England Women has set a goal of winning the World Cup or European Championship by 2024 as part of an eight-point plan to develop women’s and women’s football.
The plan, âInspiring Positive Change,â hopes to achieve goals such as equal access to football for school-aged girls, create elite leagues and competitions for women, and support coach development. and arbitrators.
It also aims to boost commercial income to help the Women’s Super League, which has attracted elite internationals such as Dane Pernille Harder, American Rose Lavelle, Australian Sam Kerr and Dutch Vivianne Miedema in recent years.
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A target on the map reads: England – win a major tournament.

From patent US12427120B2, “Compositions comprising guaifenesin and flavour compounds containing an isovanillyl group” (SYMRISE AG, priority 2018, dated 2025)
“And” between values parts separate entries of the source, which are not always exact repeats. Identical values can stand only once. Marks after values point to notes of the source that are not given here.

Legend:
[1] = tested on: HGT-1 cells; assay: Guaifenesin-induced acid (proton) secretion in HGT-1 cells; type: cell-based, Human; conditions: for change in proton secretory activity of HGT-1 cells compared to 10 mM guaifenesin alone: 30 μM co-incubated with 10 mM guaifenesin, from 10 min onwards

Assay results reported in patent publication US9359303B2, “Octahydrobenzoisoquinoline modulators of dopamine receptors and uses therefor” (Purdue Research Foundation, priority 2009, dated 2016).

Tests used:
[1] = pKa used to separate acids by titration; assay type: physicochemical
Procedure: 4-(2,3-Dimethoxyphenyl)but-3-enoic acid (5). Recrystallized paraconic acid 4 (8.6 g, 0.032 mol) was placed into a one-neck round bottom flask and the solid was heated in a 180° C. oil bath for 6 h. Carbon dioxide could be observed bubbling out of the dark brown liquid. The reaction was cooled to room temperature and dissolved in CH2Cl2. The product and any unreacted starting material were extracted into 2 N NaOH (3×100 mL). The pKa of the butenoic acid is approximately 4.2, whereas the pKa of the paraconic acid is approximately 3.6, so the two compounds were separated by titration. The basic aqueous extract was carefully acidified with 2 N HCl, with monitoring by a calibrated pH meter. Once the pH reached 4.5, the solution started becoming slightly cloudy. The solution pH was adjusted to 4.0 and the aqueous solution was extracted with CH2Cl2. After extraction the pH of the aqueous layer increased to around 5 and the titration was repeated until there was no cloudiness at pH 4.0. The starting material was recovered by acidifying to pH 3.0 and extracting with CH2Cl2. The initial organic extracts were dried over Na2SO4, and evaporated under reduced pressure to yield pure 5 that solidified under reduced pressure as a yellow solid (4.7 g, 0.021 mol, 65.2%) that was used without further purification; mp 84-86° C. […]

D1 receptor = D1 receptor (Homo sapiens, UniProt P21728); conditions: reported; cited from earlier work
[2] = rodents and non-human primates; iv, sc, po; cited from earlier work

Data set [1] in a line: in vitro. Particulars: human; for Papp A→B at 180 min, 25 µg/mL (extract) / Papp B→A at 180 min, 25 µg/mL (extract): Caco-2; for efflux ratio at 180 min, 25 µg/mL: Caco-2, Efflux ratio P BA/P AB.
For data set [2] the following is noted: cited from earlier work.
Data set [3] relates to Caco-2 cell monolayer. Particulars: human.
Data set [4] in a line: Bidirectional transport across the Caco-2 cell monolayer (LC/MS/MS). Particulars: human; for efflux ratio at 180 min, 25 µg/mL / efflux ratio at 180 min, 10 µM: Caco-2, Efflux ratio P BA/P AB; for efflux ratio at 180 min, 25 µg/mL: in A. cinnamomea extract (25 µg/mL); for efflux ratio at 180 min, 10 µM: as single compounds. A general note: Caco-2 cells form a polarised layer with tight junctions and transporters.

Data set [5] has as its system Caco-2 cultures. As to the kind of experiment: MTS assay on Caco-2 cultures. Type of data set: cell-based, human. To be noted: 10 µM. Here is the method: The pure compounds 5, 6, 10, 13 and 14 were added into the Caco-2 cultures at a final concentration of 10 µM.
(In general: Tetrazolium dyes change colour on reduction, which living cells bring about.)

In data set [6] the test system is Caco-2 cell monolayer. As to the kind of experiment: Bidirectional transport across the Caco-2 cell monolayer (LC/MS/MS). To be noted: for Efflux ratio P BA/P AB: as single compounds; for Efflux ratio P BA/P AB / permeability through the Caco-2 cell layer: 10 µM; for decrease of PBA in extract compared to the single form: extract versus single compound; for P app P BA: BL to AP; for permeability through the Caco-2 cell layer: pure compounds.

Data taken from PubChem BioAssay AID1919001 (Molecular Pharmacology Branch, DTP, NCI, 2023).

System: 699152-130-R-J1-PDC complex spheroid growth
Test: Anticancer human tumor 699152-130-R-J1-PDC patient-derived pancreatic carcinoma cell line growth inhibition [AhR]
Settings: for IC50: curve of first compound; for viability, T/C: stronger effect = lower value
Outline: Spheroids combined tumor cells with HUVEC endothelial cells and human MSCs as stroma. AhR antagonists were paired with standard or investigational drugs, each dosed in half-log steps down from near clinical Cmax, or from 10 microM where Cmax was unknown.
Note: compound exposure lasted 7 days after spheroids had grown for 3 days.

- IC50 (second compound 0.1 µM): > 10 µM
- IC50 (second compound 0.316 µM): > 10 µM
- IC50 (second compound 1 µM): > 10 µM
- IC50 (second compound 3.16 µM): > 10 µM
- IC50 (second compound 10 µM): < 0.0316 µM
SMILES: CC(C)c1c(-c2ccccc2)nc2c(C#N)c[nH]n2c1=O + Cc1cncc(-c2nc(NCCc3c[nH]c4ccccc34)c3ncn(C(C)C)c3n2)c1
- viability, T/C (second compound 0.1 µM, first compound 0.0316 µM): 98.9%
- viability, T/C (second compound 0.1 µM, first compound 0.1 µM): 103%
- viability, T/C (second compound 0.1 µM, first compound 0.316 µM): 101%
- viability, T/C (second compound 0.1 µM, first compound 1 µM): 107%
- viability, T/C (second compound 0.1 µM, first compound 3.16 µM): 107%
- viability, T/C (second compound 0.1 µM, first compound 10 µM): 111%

England are set to host the European Women’s Championship in 2022, which the FA says will “be a catalyst for growth in all areas” of women’s football.
The Lionesses have yet to win a major tournament, having reached the World Cup semi-finals in 2015 and 2019 and the Euro final in 1984 and 2009.
“When I and a lot of my teammates were girls, the chances to play were rare,” said England captain Steph Houghton. “So to see the breadth and depth of the FA’s ambitions over the next four years is extremely exciting.”
The FA’s plan also aims to focus on diversity by working with community and national inclusion advisory groups such as the FA Asian Women in Football Advisory Group and the FA Refugees and Asylum-Seekers.
“We want to make sure that there is access and an opportunity for every girl and woman to play, coach, watch, officiate, manage or administer if they so choose,” said the director. of women’s football Sue Campbell.
“And the game to be truly representative of our society across all social characteristics and origins.”
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